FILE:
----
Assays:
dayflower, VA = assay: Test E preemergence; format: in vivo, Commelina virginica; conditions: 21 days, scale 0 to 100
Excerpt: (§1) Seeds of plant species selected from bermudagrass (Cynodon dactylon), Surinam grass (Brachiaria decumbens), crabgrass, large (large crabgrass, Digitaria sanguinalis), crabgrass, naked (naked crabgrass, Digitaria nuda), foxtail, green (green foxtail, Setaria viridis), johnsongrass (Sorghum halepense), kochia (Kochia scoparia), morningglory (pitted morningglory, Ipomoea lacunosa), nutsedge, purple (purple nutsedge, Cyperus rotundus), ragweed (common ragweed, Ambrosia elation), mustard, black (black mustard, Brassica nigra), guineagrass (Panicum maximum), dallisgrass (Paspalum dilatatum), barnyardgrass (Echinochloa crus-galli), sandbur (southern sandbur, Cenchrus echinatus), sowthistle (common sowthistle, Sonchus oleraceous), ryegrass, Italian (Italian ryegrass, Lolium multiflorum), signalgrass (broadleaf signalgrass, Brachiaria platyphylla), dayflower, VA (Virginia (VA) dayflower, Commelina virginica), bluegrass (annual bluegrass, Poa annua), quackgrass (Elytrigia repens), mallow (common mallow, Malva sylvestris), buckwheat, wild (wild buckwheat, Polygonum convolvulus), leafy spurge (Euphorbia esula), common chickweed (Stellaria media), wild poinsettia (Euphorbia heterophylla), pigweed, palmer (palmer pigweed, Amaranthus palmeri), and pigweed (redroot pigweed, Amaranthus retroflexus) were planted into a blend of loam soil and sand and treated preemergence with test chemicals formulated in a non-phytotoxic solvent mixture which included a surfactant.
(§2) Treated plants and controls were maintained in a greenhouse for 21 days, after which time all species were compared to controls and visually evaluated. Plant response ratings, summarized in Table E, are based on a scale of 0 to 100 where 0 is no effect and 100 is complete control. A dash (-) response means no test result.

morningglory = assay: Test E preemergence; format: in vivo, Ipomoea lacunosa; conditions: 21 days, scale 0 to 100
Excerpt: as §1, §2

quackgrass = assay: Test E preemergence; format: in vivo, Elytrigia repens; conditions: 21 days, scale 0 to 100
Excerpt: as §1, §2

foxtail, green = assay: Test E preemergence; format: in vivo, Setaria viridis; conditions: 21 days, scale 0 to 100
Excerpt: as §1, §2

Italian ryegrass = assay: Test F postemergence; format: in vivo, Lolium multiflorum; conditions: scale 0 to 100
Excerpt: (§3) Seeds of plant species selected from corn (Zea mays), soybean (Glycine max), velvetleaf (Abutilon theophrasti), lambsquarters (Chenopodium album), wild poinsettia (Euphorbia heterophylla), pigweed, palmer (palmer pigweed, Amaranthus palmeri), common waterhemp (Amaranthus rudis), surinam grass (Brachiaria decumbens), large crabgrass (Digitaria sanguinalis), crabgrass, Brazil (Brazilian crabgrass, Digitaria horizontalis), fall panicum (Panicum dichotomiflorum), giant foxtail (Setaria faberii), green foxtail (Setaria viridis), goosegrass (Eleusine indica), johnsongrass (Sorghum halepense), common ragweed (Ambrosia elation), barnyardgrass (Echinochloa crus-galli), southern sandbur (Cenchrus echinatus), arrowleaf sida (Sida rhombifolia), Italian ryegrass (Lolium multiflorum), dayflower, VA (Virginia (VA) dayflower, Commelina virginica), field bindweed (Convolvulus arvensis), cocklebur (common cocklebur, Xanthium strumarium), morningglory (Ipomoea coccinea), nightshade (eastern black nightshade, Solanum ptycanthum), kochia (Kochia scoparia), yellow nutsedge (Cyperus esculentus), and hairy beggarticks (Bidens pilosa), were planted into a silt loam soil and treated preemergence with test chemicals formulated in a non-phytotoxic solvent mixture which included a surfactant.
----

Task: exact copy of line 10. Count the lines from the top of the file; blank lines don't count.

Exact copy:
Excerpt: as §1, §2